Strategy is a roadmap that individuals, organizations, and countries use to advance interests over time. At a minimum, strategy is designed to prevent anticipated tragedies (such as conflict over a disputed territory) or at least be prepare for when tragedy strikes (e.g., humanitarian assistance after an earthquake). When it comes to climate change, emerging strategies are visible.
Given the natural and human processes that impact the environment, climate change cannot be prevented. However, countries are attempting to slow it by reducing carbon emissions, experimenting with carbon capture programs, and considering geo-engineering plans. Setting aside the pace and causes of climate change, there is significant evidence at least since the last ice age that the climate changes. Current predictions see the Arctic opening over the next several decades, though there are signs visible now during the short summer.
The inevitability of climate change is evident in the preparations countries are taking. This includes identifying vulnerable coastal areas, planning for mass migration of humans from low-lying areas, and considering the national security implications of climate change. Regarding the latter, some analysts have compared the Arctic as the new “great game” reminiscent of the British and Russian empires competing for influence in Central Asia in the nineteenth century. Today, Russia, Canada, Norway, Denmark, and the United States have competing claims, which test existing international political and legal structures. Fortunately, four of the five are NATO allies and all have working relations with Russia.
Even though climate change impacts every human being on the planet, Atlantic Council managing editor James Joyner argued a year ago in the New Atlanticist that, “This is not an issue that has gotten much attention, especially in national security circles, where most of us focus on more traditional military concerns.” Yet, there is a potential environmental security can develop into traditional national security concerns.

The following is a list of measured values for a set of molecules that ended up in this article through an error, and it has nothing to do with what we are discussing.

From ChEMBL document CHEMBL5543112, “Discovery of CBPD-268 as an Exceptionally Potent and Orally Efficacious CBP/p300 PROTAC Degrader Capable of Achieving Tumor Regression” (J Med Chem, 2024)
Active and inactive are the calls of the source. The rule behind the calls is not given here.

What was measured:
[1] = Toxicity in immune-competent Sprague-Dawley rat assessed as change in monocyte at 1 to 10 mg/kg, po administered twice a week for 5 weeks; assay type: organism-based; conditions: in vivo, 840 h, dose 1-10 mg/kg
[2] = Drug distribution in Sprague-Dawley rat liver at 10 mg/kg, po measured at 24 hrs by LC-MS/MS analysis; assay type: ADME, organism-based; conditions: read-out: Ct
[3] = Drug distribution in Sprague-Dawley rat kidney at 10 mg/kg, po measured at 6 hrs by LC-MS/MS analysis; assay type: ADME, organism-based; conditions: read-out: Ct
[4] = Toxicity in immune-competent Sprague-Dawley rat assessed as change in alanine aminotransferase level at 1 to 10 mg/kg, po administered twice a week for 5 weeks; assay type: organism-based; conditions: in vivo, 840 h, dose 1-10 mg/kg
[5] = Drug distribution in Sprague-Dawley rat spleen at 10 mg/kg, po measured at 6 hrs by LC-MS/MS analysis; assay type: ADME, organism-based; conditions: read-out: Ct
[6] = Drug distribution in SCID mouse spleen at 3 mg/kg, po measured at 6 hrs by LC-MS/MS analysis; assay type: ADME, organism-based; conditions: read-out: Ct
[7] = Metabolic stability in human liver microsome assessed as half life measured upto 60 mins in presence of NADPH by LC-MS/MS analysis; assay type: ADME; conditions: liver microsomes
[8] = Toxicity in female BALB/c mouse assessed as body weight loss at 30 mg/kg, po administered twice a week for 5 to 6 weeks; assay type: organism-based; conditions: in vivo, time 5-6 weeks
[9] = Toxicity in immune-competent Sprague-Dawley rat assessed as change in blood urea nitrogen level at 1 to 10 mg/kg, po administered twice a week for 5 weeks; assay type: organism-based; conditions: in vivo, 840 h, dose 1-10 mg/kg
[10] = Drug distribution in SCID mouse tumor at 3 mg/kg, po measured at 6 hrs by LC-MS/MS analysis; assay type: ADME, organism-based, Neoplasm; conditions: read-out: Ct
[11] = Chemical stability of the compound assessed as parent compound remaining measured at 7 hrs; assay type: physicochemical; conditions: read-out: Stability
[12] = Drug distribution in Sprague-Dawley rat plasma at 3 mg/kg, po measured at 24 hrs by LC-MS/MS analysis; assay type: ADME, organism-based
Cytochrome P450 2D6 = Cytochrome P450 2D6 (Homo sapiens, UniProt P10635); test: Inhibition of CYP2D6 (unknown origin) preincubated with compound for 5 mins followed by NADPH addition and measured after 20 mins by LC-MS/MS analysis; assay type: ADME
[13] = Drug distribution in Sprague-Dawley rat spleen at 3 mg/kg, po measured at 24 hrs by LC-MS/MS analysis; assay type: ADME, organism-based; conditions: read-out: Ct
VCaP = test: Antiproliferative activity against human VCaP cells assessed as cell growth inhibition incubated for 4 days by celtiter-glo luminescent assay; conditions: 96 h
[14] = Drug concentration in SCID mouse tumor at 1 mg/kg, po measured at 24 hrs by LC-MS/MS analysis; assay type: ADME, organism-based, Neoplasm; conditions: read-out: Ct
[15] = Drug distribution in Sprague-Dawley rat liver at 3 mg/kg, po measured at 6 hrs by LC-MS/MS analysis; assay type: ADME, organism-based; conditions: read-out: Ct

For example, CFR’s Scott Borgerson testified to Congress in 2009,
When taking a pan-Arctic view there are also a number of nagging sovereignty disputes. Every single bilateral relationship where Arctic countries share a physical border, except one, Norway and Denmark, has at least one significant point of disagreement. Like previous assumptions that the icecap is melting more slowly than it actually is, it would be a mistake to assume that all these potential flashpoints will remain sleeping dogs. The combination of new shipping routes, trillions of dollars in possible oil and gas resources, and a poorly defined picture of state ownership make for a toxic brew.
Likewise, Russia’s 2009 national security strategy warned that within a decade, nations could be at war over the Arctic as countries vie for important new maritime trade routes and new economic opportunities for hydrocarbon exploration. The expected shipping channel will reduce the transit between Europe and Asia by 10,000 miles. By doing so, shipping companies can bypass the contentious waters of East Africa (with its piracy threat) and Southeast Asia and save money on fuel and crew days at sea. With anticipated commercial shipping traffic, the navies of Canada, the United States, Norway, Denmark, and Russia expect to map the Arctic sea lanes, provide search and rescue, and protect their sovereignty claims there. The challenge of ownership is already proving to be contentious.
In August 2007, Russia planted its flag on the seafloor at the geographic North Pole. It did so under the U.N. Convention on the Law of the Sea (UNCLOS) by arguing that the underwater Lomonosov Ridge and North Pole are extensions of its landmass. Currently, Canada is using an underwater autonomous vehicle to map the Arctic in order to submit its claims to the United Nations by a 2013 deadline. The other claimants are conducting similar activities.
Climate change is certainly contentious (on many levels), but can it lead to war?
My Naval War College colleague James Kraska considers this in the American Interest. He sees five broad factors that contribute to rising tension in the Arctic. These include new shipping routes, demand for hydrocarbons and minerals, technological advances making it easier to work in the Arctic, permafrost thaw melt in Siberia and Canada that can destabilize infrastructure, and homeland security challenges created by new points of entry into North America. He sees that “the only way the Arctic nations can effectively manage the risks of increased activity, protect against asymmetric threats and maintain safety and regional order is to cooperate with one another.”
Confronting the economic, political, and security dimensions of climate change is challenging. But, international law seems to be a viable mechanism for states to resolve their disputes. And doing so can avoid war.
Derek Reveron, an Atlantic Council contributing editor, is a professor of national security affairs at the U.S. Naval War College in Newport, Rhode Island. These views are his own. AP Photo.